worth it

“I have a new problem,” I told my therapist, “I started out counting calories, but I didn’t lose weight and then I decided to eat as little as possible, and then I ended up hating myself for every bite I take, and now I can hardly eat.”

I just feel too big.

My therapist began to combat my thinking with logic. but of course I already know it’s not logical to hate myself for eating, and I know I wouldn’t accept it if any of my friends hated themselves for eating, and none of the people I care about think i’m gross for being this weight.

But the feelings are still there.

I told him so.

He sat back and thought. “Maybe it isn’t about food,” he said, “maybe it’s just more of that self loathing and holding yourself to an impossibly high standard.”

Maybe it is. Maybe it always is.
And I told him how my mom always ‘refused to praise mediocrity”, and how seldom I felt like I was good enough. I told him about the lectures, sometimes hours long, my dad berating me for some infraction, what a disappointment i was. Sometimes with a spanking, sometimes without. I’d have rather had the spanking.

I wrote that in a paper once, in grade school when i was supposed to write about my family. Mom was amused and dad seemed mildly upset that THAT was the thing I wrote about him.

“Did he change, after that?” my therapist asked me.

I smiled sadly, “No.”

My mom, who didn’t praise mediocrity, never met her own standards either. She was always too fat in her mind. I remember dad trying to convince her to buy clothes, but she was always hoping to lose weight, never wanted to spend money on herself at whatever size she was.
I wonder if she thought she didn’t deserve it, like I look at a piece of chocolate and think “I can’t eat this, I need to lose weight.”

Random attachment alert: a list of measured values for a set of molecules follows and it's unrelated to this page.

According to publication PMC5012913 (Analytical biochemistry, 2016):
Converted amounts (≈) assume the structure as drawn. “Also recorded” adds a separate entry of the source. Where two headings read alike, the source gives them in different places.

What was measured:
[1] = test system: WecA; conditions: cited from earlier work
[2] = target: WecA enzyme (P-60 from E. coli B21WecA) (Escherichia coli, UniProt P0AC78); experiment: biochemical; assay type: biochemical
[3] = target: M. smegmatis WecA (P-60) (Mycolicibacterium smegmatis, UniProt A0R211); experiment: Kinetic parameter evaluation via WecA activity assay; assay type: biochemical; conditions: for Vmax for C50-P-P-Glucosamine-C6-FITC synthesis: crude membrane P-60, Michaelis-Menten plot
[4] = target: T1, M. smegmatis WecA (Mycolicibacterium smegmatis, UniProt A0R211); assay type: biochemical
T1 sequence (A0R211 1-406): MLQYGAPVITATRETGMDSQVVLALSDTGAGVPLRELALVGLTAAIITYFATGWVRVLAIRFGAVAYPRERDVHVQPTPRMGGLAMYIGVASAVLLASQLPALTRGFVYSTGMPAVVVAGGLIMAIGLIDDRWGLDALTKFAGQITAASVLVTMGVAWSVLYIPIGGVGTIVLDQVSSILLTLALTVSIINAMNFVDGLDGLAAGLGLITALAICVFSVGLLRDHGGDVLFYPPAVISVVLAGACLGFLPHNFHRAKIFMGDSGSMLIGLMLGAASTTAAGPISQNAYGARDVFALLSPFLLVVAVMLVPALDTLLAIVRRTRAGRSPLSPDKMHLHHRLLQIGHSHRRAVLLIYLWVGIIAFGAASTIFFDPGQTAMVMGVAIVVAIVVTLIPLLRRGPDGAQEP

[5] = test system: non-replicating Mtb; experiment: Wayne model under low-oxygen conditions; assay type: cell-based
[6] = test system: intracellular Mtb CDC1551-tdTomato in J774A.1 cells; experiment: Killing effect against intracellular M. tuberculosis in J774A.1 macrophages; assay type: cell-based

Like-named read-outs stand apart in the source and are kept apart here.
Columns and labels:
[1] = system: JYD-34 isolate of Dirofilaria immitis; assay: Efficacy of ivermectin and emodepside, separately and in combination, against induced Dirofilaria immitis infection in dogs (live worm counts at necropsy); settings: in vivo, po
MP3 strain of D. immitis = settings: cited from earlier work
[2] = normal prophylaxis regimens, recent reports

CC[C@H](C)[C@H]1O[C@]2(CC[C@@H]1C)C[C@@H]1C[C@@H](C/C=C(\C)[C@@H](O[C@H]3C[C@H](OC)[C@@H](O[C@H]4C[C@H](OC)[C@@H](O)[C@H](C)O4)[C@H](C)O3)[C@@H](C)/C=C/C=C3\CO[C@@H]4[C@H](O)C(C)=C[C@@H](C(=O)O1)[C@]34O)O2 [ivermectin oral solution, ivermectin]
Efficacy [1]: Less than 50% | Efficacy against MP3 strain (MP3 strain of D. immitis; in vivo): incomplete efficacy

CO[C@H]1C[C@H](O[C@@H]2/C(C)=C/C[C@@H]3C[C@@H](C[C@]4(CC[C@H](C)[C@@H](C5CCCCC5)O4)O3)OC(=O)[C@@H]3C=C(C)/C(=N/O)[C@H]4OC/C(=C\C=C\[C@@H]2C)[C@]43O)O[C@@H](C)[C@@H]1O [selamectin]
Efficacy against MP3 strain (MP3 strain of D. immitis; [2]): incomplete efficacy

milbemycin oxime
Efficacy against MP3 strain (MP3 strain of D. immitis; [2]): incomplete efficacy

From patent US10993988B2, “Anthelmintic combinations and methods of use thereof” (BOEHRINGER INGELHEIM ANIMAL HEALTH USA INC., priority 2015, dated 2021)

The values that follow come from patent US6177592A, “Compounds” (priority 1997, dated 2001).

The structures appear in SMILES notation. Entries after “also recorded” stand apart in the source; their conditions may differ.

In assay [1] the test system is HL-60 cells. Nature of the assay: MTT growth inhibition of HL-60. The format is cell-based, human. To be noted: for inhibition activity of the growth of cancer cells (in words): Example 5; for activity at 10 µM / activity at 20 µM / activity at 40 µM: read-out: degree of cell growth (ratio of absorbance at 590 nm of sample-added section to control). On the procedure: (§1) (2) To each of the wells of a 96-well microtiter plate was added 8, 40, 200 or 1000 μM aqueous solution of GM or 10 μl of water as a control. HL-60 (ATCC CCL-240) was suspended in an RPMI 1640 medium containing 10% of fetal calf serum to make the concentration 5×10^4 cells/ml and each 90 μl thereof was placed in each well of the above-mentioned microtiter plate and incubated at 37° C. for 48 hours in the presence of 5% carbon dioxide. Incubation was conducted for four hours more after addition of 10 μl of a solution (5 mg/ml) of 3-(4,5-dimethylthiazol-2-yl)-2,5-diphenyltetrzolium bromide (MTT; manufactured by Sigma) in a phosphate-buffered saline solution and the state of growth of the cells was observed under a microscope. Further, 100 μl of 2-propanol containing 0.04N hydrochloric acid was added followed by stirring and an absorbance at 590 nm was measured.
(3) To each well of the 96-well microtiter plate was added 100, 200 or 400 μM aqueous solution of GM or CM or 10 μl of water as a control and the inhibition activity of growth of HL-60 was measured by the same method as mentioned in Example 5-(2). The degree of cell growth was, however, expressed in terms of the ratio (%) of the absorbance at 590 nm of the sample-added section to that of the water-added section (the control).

But what I really mean is “I don’t deserve it.” “I’m not worth it.”

I feel like I am worth punishing by not eating.

Or if I suggest an outing, and it rains, I punish myself by berating myself for a bad suggestion, as though I should have known exactly when the rain would come. I’m not worth consideration. I absorb all the negative because I feel I don’t deserve kindness.

What will it take for me to treat myself like a person, to believe I am worth care and love?

I feel, in many ways, worthless, and I have shrunk into myself, trying to take up as little space as possible. Don’t be noticed, don’t cause a fuss.

And while I know I’m not worthless, it’s still an old, old habit I have, to feel worthless.

And getting rid of the habit is going to be some hard work – constant reminding myself of truth, that it’s good to eat, that I am worth feeding, that I am worth loving.

Eventually my brain will be retrained and my feelings will change. I’m worth that.

(this poem, Shrinking Women, by Lily Myers, showed me the sad parts of myself.)

 

I learned to absorb

I took lessons from our mother in creating space around myself

I learned to read the knots in her forehead while the guys went out for oysters

and I never meant to replicate her, but

spend enough time sitting across from someone and you pick up their habits

that’s why women in my family have been shrinking for decades.

 

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2 thoughts on “worth it

  1. Pingback: spending money on me | Lana Hobbs the Brave

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